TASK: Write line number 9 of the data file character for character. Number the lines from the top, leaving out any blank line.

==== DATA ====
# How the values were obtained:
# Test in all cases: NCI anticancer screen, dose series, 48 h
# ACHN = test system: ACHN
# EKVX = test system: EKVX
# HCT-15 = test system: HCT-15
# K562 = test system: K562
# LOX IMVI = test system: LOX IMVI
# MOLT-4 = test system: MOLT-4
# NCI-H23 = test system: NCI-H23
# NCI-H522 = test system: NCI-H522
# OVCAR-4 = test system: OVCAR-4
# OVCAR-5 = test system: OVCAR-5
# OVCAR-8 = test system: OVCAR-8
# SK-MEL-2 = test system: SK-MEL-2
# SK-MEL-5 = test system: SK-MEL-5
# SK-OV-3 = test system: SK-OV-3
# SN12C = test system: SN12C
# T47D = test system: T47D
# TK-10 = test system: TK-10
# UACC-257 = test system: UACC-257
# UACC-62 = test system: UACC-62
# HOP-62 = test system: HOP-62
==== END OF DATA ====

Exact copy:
# NCI-H23 = test system: NCI-H23